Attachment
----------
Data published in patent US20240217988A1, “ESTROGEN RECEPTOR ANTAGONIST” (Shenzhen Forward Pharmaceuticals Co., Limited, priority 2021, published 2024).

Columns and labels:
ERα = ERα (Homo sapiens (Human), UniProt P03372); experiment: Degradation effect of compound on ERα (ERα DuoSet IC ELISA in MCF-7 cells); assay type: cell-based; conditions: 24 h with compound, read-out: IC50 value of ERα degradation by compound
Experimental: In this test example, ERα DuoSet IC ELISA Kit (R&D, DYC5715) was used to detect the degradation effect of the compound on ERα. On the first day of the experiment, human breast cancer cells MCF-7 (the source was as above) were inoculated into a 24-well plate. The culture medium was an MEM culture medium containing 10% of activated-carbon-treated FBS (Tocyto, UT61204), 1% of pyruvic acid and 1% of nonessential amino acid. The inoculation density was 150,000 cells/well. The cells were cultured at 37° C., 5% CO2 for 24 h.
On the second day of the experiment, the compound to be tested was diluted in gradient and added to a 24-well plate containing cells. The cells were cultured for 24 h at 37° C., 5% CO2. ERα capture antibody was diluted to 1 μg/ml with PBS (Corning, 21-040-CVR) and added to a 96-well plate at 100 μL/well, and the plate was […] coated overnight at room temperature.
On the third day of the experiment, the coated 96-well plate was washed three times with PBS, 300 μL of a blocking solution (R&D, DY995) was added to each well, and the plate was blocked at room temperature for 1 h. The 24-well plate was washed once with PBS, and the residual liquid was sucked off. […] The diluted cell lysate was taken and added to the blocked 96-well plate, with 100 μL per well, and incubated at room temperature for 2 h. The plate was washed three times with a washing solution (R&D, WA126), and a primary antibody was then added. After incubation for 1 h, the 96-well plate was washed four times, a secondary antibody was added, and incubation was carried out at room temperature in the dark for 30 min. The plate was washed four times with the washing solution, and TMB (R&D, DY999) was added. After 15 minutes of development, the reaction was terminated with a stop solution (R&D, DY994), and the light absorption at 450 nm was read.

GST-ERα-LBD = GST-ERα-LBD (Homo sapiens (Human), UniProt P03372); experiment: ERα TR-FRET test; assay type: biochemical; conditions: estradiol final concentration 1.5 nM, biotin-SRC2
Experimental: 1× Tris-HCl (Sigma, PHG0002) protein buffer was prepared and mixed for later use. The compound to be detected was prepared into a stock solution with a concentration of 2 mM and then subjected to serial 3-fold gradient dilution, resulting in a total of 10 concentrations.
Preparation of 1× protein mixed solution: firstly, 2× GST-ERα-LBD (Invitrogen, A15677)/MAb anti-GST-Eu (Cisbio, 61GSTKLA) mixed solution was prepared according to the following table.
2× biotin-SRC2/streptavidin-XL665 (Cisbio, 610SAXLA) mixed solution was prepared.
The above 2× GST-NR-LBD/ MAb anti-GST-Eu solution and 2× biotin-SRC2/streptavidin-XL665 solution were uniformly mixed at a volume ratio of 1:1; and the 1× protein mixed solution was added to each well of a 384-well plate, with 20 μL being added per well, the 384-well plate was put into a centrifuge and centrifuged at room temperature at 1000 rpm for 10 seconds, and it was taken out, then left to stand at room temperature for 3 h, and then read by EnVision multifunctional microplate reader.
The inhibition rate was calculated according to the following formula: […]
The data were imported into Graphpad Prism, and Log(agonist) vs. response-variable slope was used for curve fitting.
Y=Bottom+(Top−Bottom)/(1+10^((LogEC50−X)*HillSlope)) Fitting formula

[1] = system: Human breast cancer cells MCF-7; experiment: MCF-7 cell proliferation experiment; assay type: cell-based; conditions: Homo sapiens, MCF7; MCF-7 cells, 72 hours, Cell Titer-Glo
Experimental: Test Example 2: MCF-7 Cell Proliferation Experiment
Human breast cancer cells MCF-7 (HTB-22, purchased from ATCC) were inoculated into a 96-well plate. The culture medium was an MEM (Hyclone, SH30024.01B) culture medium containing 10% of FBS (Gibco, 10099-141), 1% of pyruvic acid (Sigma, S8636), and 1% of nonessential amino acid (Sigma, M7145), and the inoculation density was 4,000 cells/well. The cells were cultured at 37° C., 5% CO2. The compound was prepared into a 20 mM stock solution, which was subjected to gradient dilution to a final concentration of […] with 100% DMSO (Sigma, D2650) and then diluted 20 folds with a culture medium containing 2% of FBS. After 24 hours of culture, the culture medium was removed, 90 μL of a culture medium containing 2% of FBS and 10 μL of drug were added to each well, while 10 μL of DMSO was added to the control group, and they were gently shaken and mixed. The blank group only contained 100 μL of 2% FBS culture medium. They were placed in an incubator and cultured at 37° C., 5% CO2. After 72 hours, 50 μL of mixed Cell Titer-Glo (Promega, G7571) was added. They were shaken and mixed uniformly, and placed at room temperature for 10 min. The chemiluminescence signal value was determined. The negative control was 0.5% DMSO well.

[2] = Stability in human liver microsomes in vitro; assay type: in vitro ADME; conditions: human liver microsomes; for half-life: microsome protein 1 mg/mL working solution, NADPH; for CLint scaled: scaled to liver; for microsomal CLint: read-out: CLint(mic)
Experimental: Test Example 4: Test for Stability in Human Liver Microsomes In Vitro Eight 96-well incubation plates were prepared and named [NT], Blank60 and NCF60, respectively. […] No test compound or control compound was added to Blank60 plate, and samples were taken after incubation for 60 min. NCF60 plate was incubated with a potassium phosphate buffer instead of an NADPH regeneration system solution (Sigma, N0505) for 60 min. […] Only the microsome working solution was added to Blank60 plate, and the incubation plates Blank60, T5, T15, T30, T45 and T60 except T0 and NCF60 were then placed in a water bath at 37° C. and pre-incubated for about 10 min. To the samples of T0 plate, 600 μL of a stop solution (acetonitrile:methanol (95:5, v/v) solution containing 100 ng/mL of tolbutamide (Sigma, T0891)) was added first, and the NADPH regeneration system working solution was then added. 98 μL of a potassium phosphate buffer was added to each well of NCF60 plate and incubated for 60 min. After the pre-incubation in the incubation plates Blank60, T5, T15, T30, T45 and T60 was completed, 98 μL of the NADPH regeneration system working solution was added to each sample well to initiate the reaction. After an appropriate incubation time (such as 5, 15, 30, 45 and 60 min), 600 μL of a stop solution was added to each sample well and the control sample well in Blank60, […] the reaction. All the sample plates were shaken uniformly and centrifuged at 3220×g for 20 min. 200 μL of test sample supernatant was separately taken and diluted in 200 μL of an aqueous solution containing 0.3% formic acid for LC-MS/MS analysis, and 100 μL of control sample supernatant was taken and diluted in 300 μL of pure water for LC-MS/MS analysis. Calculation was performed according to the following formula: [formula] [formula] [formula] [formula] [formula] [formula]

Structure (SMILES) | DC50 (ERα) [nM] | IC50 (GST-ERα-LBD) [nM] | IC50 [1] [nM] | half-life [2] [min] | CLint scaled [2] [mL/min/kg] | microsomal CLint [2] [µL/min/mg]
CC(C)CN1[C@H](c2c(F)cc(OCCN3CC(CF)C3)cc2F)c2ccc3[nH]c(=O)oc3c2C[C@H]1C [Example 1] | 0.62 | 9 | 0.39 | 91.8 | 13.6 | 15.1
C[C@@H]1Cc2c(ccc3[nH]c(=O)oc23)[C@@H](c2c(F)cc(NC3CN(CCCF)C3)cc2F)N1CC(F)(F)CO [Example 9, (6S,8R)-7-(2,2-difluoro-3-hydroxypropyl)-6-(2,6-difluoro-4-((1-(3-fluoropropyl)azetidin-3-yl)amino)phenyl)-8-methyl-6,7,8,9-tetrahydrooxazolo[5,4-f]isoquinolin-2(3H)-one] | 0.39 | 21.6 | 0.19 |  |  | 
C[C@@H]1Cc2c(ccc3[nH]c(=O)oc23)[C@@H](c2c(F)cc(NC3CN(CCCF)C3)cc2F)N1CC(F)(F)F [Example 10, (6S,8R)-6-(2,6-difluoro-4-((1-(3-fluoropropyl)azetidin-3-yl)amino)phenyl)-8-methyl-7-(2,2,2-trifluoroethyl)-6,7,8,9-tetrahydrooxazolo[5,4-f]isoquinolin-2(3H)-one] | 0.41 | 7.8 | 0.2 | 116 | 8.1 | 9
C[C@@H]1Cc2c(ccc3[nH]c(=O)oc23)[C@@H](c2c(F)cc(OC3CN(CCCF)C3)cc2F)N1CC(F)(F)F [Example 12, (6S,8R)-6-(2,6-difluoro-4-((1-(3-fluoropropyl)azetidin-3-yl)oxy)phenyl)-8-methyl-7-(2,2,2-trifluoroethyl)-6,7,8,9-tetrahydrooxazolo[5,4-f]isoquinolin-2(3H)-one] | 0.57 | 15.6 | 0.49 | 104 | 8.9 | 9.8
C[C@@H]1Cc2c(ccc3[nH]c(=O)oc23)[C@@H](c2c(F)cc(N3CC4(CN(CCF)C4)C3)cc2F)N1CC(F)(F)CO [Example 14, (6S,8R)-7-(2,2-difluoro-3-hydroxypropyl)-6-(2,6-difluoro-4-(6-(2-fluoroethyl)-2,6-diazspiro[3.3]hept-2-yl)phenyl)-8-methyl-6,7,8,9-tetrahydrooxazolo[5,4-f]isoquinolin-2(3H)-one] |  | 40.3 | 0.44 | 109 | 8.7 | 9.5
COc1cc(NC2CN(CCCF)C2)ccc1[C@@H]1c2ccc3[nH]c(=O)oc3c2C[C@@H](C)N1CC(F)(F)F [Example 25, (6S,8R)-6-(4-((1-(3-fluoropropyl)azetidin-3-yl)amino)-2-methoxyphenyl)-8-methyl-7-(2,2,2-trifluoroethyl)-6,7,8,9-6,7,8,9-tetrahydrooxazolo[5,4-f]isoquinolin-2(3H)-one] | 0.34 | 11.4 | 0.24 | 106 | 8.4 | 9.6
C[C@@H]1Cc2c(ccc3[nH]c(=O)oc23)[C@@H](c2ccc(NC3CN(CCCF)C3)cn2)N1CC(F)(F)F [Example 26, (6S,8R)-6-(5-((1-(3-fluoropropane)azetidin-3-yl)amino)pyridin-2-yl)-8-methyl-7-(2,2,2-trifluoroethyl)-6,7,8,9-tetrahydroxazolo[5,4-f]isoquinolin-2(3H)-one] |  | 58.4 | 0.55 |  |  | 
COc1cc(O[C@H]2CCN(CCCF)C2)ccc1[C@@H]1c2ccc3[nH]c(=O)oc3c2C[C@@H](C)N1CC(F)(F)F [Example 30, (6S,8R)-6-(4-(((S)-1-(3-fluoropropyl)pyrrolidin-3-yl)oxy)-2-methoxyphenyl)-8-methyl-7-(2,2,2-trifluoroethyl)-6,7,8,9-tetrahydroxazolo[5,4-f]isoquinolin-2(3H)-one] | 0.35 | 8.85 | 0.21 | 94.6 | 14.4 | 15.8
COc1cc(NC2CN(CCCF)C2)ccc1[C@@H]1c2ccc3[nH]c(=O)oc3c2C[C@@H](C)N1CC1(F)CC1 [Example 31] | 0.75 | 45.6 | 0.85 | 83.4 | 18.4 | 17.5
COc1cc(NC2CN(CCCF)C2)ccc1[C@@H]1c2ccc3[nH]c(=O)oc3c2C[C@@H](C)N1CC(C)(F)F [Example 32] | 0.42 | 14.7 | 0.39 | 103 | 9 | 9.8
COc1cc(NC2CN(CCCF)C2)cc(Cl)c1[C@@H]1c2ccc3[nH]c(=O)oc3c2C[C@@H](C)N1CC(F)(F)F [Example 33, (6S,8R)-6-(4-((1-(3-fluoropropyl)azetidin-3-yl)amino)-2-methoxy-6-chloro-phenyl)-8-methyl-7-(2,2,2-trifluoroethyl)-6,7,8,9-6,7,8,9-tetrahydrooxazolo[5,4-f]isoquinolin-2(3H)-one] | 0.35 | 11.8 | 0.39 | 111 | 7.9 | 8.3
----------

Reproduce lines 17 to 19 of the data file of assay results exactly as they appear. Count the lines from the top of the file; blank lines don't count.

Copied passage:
Human breast cancer cells MCF-7 (HTB-22, purchased from ATCC) were inoculated into a 96-well plate. The culture medium was an MEM (Hyclone, SH30024.01B) culture medium containing 10% of FBS (Gibco, 10099-141), 1% of pyruvic acid (Sigma, S8636), and 1% of nonessential amino acid (Sigma, M7145), and the inoculation density was 4,000 cells/well. The cells were cultured at 37° C., 5% CO2. The compound was prepared into a 20 mM stock solution, which was subjected to gradient dilution to a final concentration of […] with 100% DMSO (Sigma, D2650) and then diluted 20 folds with a culture medium containing 2% of FBS. After 24 hours of culture, the culture medium was removed, 90 μL of a culture medium containing 2% of FBS and 10 μL of drug were added to each well, while 10 μL of DMSO was added to the control group, and they were gently shaken and mixed. The blank group only contained 100 μL of 2% FBS culture medium. They were placed in an incubator and cultured at 37° C., 5% CO2. After 72 hours, 50 μL of mixed Cell Titer-Glo (Promega, G7571) was added. They were shaken and mixed uniformly, and placed at room temperature for 10 min. The chemiluminescence signal value was determined. The negative control was 0.5% DMSO well.

[2] = Stability in human liver microsomes in vitro; assay type: in vitro ADME; conditions: human liver microsomes; for half-life: microsome protein 1 mg/mL working solution, NADPH; for CLint scaled: scaled to liver; for microsomal CLint: read-out: CLint(mic)
Experimental: Test Example 4: Test for Stability in Human Liver Microsomes In Vitro Eight 96-well incubation plates were prepared and named [NT], Blank60 and NCF60, respectively. […] No test compound or control compound was added to Blank60 plate, and samples were taken after incubation for 60 min. NCF60 plate was incubated with a potassium phosphate buffer instead of an NADPH regeneration system solution (Sigma, N0505) for 60 min. […] Only the microsome working solution was added to Blank60 plate, and the incubation plates Blank60, T5, T15, T30, T45 and T60 except T0 and NCF60 were then placed in a water bath at 37° C. and pre-incubated for about 10 min. To the samples of T0 plate, 600 μL of a stop solution (acetonitrile:methanol (95:5, v/v) solution containing 100 ng/mL of tolbutamide (Sigma, T0891)) was added first, and the NADPH regeneration system working solution was then added. 98 μL of a potassium phosphate buffer was added to each well of NCF60 plate and incubated for 60 min. After the pre-incubation in the incubation plates Blank60, T5, T15, T30, T45 and T60 was completed, 98 μL of the NADPH regeneration system working solution was added to each sample well to initiate the reaction. After an appropriate incubation time (such as 5, 15, 30, 45 and 60 min), 600 μL of a stop solution was added to each sample well and the control sample well in Blank60, […] the reaction. All the sample plates were shaken uniformly and centrifuged at 3220×g for 20 min. 200 μL of test sample supernatant was separately taken and diluted in 200 μL of an aqueous solution containing 0.3% formic acid for LC-MS/MS analysis, and 100 μL of control sample supernatant was taken and diluted in 300 μL of pure water for LC-MS/MS analysis. Calculation was performed according to the following formula: [formula] [formula] [formula] [formula] [formula] [formula]